The World Health Organization estimates that 180 million people suffer from severe visual impairment (legally blind, by U.S.standards) worldwide.  The leading correctible cause of blindness throughout the world is cataracts, and 90% of this blindness is found in the developing world.

Honduras is the second poorest country in the Western Hemisphere (behind only Haiti).  In the South of Honduras reside the poorest of their poor. Seventy percent of Hondurans over 50 years of age have cataracts. Most reside in the South. There are 45,000 potential cataract patients there. We are began Project Vision in 2011 with the partnership of SEE International, with two volunteer surgeons and a full support staff from the US and from elsewhere in Honduras.  Our first year saw the restoration of sight for 47 individuals.  In 2012, we are pleased to report that we doubled that number.  Our goal in 2013, with three surgeons, will be to increase further the number of residents of the South of Honduras that we will be able to serve.

Preliminary Report 2013 Sight restoration surgeries 131 +  Pilot refraction program 200+ glasses fitted and launch of the "Baby Sunglasses" initiative for cataract prevention.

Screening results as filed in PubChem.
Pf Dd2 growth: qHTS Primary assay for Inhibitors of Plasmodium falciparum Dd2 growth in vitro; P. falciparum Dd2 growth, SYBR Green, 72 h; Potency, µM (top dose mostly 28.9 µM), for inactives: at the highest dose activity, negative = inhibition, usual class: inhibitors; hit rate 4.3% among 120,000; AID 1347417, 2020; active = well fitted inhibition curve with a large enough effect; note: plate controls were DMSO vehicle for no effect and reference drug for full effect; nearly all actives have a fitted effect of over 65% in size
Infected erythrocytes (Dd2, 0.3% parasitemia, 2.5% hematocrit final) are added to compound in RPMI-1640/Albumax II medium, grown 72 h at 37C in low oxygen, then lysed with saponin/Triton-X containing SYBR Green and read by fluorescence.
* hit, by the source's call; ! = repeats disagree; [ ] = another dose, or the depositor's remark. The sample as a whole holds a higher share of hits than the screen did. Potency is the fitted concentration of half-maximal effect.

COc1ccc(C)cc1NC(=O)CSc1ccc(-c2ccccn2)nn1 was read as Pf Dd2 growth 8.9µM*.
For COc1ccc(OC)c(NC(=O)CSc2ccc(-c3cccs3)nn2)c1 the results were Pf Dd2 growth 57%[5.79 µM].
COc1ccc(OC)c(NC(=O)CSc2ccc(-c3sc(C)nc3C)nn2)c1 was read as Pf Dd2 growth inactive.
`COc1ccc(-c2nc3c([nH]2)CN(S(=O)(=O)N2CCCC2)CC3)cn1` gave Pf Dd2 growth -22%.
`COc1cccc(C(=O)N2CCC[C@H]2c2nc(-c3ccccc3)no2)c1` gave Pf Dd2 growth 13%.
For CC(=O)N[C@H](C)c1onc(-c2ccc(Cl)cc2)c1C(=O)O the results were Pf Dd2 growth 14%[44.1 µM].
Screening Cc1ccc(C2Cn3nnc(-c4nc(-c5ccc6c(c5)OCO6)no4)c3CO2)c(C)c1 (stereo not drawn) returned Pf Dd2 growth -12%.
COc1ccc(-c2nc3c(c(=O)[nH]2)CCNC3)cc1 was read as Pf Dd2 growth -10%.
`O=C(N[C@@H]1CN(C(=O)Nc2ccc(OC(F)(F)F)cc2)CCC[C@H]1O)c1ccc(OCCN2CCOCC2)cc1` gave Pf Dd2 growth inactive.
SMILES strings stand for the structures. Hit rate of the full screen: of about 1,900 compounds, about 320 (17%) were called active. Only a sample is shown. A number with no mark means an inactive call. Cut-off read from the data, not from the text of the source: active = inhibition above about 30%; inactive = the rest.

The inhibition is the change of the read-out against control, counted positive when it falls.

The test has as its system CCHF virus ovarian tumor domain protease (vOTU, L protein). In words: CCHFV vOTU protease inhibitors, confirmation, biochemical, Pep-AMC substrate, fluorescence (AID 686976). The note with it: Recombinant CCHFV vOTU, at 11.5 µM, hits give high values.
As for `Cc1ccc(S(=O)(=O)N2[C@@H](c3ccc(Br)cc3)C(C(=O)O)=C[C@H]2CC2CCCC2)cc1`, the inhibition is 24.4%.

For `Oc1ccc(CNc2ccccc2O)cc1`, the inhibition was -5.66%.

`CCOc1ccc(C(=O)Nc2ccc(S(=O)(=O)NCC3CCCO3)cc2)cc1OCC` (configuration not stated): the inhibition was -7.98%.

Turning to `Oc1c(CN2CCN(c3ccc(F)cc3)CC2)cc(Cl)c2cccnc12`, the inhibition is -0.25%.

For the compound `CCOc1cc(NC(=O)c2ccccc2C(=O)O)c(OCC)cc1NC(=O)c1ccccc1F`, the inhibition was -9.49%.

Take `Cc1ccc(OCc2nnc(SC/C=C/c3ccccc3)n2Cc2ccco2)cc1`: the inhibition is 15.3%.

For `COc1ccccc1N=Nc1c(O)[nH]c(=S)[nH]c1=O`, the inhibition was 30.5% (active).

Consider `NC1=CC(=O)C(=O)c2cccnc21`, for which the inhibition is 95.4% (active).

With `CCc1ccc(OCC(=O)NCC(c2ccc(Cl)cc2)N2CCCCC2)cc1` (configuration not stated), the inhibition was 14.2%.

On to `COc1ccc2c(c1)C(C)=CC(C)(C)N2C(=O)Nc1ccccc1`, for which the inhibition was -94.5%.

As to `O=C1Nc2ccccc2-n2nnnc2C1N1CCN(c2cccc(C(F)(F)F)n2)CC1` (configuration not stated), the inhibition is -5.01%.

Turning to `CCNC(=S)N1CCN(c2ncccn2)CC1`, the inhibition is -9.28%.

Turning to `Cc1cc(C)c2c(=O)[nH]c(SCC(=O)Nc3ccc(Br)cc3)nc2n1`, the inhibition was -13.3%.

Water Project

We have been working on a project to improve the water facilities at Moropocay and Puerto Grande, the two remote villages to which our medical, dental and construction teams have been travelling each year. The medical team repeatedly treats water borne illnesses that would not have occurred or spread if clean water were available for drinking. In addition, the women and girls in these communities, whose responsibility it is to transport water in buckets from its source to their homes are plagued by orthopedic injuries and chronic pain.  The young girls drop out of school very young because of the need to help carry water for their families.  With the help of Living Waters of the World,  we are now very close to a solution in each village.


Programs for Children

In past years we have used a VacationBible School program to occupy the children who attend the medical and dental clinics with their parents. In 2010 This program was elevated to a new level of improving reading skills.Dr. Seonhee Cho and Boo Elmore  played games and read stories to the children. Their responses to the stories and games helped the children immensely in their reading capability .Dr. Cho was at that time a professor in the Department of Foreign Language Education at Virginia Commonwealth University  in Richmond.. She designed a workbook to teach the children beginning vocabulary words in English. Dr. Cho has given us valuable information about the baseline literacy level of children in Morocopay and Puerto Grande. The development of a comprehensive literacy improvement program is a key element of KHISH activities in the future.

To learn more about the projects above, please go to http://khish.org/Project_List.htm